Riding a bicycle is too often thought of as an activity that's off-limits for many disabled people. And that has continued to be the case with the bike-share systems getting off the ground in several American cities, which provide standard bicycles meant for the able-bodied. But that's starting to change, thanks to a yearlong effort in Portland that's the first of its kind in the United States.
Advocates in Portland are challenging the region's business-as-usual approach to transportation planning. They're sick of roads getting most of the funding pie, while transit, biking, and walking get crumbs.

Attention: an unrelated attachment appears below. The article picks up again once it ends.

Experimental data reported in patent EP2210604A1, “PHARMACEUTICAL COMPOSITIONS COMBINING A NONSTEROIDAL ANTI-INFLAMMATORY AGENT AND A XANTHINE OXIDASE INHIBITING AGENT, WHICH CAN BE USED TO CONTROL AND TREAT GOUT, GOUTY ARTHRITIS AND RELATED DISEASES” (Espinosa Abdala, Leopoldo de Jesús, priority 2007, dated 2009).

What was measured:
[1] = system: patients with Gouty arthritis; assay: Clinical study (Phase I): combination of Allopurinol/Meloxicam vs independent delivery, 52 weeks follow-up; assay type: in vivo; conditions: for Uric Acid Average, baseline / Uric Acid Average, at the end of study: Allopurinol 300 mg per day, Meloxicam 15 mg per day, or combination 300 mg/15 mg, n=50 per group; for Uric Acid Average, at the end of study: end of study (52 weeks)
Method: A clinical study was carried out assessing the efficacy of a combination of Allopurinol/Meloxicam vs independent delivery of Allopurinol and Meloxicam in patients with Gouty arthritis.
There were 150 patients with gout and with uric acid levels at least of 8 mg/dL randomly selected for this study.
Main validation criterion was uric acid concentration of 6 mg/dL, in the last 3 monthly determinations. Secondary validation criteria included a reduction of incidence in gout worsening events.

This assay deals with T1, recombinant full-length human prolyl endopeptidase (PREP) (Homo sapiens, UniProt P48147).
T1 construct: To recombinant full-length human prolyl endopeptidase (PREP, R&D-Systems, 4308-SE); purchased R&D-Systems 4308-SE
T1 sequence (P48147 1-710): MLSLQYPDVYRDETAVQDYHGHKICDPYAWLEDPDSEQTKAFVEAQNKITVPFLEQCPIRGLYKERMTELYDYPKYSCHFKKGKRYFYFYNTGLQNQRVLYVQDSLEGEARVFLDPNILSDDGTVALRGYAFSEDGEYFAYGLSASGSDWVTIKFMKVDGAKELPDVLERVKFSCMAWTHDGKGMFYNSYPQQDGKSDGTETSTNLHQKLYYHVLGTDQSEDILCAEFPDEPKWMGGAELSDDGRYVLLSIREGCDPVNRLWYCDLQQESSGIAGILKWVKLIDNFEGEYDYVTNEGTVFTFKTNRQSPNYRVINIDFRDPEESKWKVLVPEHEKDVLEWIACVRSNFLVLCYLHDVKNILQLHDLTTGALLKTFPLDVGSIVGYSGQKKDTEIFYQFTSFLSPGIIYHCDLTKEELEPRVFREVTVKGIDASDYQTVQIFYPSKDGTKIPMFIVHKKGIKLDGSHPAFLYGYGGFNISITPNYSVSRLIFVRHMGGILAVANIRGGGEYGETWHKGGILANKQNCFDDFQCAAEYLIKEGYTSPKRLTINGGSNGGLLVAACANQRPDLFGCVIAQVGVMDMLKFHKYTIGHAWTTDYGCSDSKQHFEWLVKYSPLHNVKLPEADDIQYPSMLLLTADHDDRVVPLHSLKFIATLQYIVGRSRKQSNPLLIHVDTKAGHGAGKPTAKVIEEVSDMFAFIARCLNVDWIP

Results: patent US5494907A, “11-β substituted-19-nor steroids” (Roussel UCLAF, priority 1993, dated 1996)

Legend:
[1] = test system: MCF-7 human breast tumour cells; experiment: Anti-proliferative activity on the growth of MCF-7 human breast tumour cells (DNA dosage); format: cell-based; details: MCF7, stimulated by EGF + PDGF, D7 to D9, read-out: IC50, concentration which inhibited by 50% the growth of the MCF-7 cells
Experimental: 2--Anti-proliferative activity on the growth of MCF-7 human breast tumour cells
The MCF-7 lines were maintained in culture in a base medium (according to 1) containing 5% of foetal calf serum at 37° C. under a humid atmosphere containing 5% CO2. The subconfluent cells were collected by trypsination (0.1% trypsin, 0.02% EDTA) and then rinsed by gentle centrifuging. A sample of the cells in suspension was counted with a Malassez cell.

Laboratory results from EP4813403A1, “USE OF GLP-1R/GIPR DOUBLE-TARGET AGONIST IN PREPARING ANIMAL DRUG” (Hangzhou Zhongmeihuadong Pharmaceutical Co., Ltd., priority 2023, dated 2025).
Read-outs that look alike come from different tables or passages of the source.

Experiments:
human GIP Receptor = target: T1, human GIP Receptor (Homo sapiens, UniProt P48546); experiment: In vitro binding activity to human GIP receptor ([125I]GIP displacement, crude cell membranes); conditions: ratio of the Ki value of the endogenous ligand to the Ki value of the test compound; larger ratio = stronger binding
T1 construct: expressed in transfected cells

After suffering an embarrassing defeat a year ago, the Oregon highway lobby is rattling the can for more money again. They have a list of highways they want to widen, and they say Portland's economy depends on it. In addition to the usual suspects, the highway cheerleaders include Neil McFarlane, general manager of TriMet, the regional transit agency.
Former Active Transportation ALliance director Rob Sadowsky was let go from his post leading the Bicycle Transportation Alliance. Contrary to a tip we received, Sadowsky is not returning to Active Trans.
It was 25 degrees, and it wasn't a photo op.